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Surgical Smoke Exposure and Ambulatory Surgery Centers


Helen Larios, MBA, MSN, RN, project director-clinical, Standards and Survey Methods 

During my perioperative career as an operating room nurse, often in the scrub or assistant roles, the potential dangers of surgical smoke exposure were a real concern. 

All of us wore a mask in the operating room, but during some long procedures, I remember my eyes watering and trying to hold back the urge to cough as the smoke accumulated in the sterile field while the surgeon cauterized a patient’s tissues.  My colleagues and I would often switch room assignments to help each other minimize our exposures to surgical smoke.  

Burning eyes, a sore throat and headaches are known consequences of surgical smoke exposure. The degree of danger from surgical smoke exposure has yet to be determined, although research has found that surgical smoke contains both cancer-causing gaseous compounds and small particulate matter that are easily inhaled.  The effects of long-term exposure to surgical smoke – and the chemicals and carcinogens stemming from that smoke – remain a concern to me and many of my colleagues today.  

Potential for Increased Risk 

Surgical staff in ambulatory surgery centers (ASCs) can be at increased risk of surgical smoke exposure from cauterization instruments and lasers because these settings sometimes lack the necessary resources to purchase smoke evacuators. This leaves staff and surgeons exposed to the dangers surgical smoke often poses.  

When an ASC does not provide its staff with the necessary equipment to evacuate the smoke, staff will simply use regular suction tubing and a suction tip in place of a dedicated smoke evacuation device to evacuate the smoke.  Unfortunately, while trying to use that same suction to keep the sterile field clear of any bodily fluids and free of surgical smoke billowing from the cautery device, surgical staff quickly find that evacuating the smoke becomes less of a priority.  Often, I would have surgeons tell me that visualization of the field is the highest priority and to forget about the smoke.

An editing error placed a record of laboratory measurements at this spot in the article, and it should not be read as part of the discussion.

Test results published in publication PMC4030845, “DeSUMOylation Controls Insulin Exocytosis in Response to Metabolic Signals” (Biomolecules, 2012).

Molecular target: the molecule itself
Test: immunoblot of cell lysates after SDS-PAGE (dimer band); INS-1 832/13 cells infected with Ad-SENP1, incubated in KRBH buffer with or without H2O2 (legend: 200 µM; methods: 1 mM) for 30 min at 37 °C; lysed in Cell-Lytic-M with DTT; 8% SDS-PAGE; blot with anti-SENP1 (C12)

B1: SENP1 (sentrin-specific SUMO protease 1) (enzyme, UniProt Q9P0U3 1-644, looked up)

While The Joint Commission is not currently considering new standards that address surgical smoke, we do want to help ambulatory care organizations in their efforts to learn more about this safety concern and to provide safety tips and strategies.  

Supporting a Culture Change
As a past perioperative educator, I can attest to how challenging a culture change can be for everyone involved.  Addressing surgical smoke exposure and its risk associated within ASCs no doubt has its challenges. To bring forth change, but more importantly to sustain it, will need buy-in from leadership, surgeons and staff alike.  

What ASCs can do moving forward:

  • provide a business case for the purchase of smoke evacuators
  • benchmark with other ASCs in the area for best practices, costs, policies, education and implementation strategies
  • bring in vendors for smoke evacuator trials and in-services to educate staff and surgeons
  • identify staff and surgeon/anesthesia champions to share evidence, literature and legislation on surgical smoke with your administration
  • attend conferences and webinars to learn more about the risks associated with exposure to surgical smoke
  • discuss the need for a surgical smoke evacuator (if available) during a pre-op huddle or briefings with your surgical team

Because surgical smoke exposes the surgical team and patients to potential dangers, efforts should be made to reduce or eliminate smoke from the operating room.   

Please feel free to me with your questions. 

Helen Larios MBA, MSN, RN, is project director-clinical, Department of Standards and Survey Methods. Larios received Lean and Six Sigma and high reliability organizational training while employed at the Advocate Good Samaritan Hospital. Prior to joining The Joint Commission, Larios held various managerial roles throughout surgical services with a specialized focus in orthopedics and spine in both acute inpatient and outpatient settings. Larios also served as a clinical mentor for Elmhurst College’s Nursing Master’s level program. Larios has over 15 years of clinical nursing experience that includes quality improvement, outcomes and project management.